Stookey was so impressed by the fact that Dylan pumped out a topical song so quickly that he told manager Albert Grossman, who'd built Peter, Paul and Mary, and who would manage some of the biggest folk acts of the era, including Odetta, Gordon Lightfoot, Janis Joplin, and the Band.

    Grossman started managing Dylan a few months later. Though their relationship later became contentious, few doubt how important Grossman was to Dylan's success. Grossman was known for being an aggressive and effective negotiator and for passionately defending his clients. He insulated Dylan from the business side of music so that Dylan could focus exclusively on the creative.
  • Dylan recorded three versions of the song on April 25, 1962, at Columbia Recording Studios. They weren't released until 1991, when one version was included on The Bootlegs Series Volumes 1-3: Rare & Unreleased.
  • A "talking blues" is a distinct style of music where performers speak rather than sing. The accompanying music is usually slowed down accordingly. Its origins are usually traced to South Carolina musician Christopher Bouchillon. Woody Guthrie used it a lot, as well, with songs like "Talking Dust Bowl Blues" and "Talking Fishing Blues." Guthrie was the single biggest formative influence on Dylan.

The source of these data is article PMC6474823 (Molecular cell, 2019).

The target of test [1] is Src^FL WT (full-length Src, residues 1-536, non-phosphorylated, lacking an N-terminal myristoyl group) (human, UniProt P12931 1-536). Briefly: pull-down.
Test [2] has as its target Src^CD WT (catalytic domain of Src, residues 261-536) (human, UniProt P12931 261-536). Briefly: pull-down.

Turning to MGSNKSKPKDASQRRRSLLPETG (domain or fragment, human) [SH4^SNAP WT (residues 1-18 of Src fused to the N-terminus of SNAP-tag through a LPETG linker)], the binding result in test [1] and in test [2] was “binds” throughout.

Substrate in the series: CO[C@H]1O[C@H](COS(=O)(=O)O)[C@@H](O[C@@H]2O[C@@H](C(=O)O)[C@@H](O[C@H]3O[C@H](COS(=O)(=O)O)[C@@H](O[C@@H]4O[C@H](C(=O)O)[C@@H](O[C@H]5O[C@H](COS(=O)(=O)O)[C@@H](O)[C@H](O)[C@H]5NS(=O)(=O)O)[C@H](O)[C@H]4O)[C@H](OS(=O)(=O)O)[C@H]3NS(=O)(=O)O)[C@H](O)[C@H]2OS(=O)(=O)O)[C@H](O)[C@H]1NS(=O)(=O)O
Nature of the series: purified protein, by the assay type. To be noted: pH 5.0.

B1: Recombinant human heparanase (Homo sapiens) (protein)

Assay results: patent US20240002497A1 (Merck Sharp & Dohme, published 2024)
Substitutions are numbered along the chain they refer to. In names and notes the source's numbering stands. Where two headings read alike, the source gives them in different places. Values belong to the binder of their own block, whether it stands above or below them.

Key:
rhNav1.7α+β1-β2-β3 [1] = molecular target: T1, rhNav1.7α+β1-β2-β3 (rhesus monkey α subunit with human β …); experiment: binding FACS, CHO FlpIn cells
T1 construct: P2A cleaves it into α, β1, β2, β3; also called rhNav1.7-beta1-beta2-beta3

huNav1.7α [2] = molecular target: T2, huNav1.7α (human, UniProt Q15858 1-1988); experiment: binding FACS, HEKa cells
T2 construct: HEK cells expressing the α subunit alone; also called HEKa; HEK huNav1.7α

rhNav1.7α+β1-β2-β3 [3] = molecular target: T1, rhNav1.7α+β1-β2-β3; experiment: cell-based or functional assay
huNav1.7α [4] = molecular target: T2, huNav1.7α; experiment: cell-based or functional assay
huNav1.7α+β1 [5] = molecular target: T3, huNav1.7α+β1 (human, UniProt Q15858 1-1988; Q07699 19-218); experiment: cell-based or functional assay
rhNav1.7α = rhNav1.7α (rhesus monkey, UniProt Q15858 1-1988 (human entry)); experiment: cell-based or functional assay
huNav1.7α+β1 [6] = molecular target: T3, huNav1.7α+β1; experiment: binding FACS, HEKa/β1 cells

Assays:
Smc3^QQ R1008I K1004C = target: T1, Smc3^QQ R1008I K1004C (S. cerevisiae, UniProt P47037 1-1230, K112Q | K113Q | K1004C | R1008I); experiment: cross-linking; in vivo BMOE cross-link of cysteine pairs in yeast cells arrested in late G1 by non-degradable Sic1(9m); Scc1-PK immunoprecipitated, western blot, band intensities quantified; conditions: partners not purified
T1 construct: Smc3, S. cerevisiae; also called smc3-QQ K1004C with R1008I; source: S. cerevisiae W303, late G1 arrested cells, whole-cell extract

Dylan employed the talking blues technique more than once, with "Talkin' New York," "Talkin' John Birch Paranoid Blues," and "Talking World War III Blues."

    The researchers at Bob Dylan Roots make a good case for a 1958 John Greenway album titled Talking Blues and published by Folkways records to be the central inspiration for Dylan's use of talking blues style. They also point out that some lyrics from "Talkin' Bear Mountain Picnic Massacre Blues" appear to have been inspired directly by Greenway's "Talking Butcher," which is about Greenway sleeping with a butcher's wife and then running from the butcher.

    Greenway's "Talking Butcher" has the line:

    Women screamin'. Babies yellin'. Me a-hidin'.

    Dylan's "Talkin' Bear Mountain Picnic Massacre Blues":

    Women screamin', fists a-flyin', babies cryin', cops a-coming' me a-runnin'.